How a 10-Day Meditation Retreat Can Change Your Life

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By Lainey Teologo

Last fall, I experienced my first 10-day Vipassana meditation retreat in the mountains above Fresno, CA. Throughout the year, retreats are held at three main meditation centers in California where more than 100 people gather, old and new students, to spend days devoted to silent meditation. Most people are from the regional areas, but there are also transient travelers and vagabonds that pass through. Regardless of religious or spiritual backgrounds, everyone shares a common path to healing and transformation through meditation.

Vipassana is an ancient technique from India, rediscovered by Gotama Buddha over 2,500 years ago. It is a non-sectarian approach to reaching full liberation by dissolving mental impurities. By observing the breath and bodily sensations, one is able to directly experience how suffering is caused, and how one can be freed from suffering.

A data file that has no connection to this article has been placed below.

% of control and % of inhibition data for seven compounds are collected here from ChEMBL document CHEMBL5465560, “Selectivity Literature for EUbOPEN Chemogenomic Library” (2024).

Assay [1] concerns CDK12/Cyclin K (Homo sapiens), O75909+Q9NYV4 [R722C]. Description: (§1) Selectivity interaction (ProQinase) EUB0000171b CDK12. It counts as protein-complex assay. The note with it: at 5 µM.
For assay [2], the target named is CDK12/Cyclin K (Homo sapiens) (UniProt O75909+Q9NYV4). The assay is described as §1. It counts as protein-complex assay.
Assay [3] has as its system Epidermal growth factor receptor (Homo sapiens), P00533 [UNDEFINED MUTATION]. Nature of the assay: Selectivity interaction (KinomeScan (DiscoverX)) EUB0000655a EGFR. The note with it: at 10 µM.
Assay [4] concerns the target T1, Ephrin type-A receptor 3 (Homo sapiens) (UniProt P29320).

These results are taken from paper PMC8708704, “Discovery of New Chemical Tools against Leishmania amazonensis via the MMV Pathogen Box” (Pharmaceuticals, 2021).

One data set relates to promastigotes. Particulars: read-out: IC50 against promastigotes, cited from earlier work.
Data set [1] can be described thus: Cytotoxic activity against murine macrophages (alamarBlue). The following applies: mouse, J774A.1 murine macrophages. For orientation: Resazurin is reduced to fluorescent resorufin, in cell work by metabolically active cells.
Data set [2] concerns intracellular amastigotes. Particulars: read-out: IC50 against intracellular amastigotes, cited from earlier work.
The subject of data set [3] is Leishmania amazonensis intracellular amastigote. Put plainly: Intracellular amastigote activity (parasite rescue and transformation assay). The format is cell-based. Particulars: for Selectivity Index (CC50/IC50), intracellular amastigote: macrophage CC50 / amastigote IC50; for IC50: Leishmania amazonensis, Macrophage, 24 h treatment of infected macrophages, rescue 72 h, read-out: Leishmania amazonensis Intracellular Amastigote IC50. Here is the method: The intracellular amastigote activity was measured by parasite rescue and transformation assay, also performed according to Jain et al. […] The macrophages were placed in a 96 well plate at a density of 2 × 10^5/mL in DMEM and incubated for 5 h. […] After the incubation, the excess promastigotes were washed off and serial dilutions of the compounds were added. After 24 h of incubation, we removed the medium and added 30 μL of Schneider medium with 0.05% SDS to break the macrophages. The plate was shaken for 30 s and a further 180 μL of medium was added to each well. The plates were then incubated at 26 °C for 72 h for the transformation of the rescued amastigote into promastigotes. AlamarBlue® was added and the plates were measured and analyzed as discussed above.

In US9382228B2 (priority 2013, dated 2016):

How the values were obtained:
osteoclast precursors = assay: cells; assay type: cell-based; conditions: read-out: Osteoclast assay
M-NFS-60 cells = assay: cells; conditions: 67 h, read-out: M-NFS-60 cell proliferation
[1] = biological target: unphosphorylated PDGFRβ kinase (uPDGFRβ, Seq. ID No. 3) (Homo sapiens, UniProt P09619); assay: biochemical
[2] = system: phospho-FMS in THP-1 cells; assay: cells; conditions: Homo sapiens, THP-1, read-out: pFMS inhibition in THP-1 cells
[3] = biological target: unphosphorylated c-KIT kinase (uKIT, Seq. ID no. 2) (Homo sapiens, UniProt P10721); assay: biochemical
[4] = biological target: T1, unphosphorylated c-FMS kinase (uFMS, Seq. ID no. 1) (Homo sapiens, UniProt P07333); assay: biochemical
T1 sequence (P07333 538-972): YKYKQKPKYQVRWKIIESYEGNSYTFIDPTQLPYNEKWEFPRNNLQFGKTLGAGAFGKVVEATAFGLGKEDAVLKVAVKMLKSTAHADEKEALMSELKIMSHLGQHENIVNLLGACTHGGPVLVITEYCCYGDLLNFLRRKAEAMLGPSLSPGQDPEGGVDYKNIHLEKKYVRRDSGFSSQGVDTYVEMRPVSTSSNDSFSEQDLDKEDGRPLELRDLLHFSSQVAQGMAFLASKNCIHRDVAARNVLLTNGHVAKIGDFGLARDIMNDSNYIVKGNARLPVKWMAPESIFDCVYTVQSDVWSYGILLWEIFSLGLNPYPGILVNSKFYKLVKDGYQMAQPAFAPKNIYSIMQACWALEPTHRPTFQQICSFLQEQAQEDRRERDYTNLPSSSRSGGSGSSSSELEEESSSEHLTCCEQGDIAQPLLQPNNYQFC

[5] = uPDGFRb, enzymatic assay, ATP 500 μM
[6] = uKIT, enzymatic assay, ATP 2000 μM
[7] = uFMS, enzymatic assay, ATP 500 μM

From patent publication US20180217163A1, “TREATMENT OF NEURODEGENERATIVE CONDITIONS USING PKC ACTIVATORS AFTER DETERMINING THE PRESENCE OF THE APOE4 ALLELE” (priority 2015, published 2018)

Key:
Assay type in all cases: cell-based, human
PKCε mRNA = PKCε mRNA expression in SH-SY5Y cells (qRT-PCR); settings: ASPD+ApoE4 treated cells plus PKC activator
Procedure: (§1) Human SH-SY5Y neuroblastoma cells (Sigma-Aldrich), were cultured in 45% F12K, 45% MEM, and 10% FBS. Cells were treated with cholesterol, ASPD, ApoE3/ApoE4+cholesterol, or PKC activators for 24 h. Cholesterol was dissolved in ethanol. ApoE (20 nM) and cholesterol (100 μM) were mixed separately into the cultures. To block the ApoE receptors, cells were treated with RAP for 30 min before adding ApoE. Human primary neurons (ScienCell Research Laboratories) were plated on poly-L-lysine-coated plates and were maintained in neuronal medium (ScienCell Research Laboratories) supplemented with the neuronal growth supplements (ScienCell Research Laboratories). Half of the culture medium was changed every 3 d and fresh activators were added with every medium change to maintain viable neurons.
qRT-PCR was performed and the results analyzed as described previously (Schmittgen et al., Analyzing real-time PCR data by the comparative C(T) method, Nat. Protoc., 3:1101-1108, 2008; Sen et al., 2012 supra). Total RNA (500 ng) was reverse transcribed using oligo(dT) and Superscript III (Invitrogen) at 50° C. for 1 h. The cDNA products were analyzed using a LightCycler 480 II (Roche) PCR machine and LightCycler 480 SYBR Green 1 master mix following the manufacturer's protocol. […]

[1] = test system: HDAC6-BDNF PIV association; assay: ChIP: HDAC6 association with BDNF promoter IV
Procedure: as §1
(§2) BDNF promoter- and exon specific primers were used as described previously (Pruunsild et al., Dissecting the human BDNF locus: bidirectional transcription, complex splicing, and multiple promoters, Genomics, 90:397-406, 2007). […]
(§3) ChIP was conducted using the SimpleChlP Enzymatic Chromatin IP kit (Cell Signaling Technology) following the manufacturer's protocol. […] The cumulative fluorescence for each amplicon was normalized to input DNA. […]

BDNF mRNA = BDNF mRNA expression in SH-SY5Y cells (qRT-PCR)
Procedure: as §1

Despite the hint of hesitation, I agreed to take a vow of silence for 10 days. Also required was full renunciation of all worldly attachments–no cell phones, books, even journals. This is meant for students to create a sense of isolation, to dive deep into one’s body and mind through self-observation. A simple mode of conduct included no intoxication, sexual activity, killing, stealing, and lying. This code of discipline prevents one from being agitated or distracted.

Days 1-3

It was a rough first three days. It was initially hard to settle in my internal world. Considering that all my life, I’ve lived in the city where noise was the default silence. In contrast, being alone in silence I have never felt before was a little shocking. Not being able to speak to others, I was afraid that I would lose my voice and would not be able to find it again.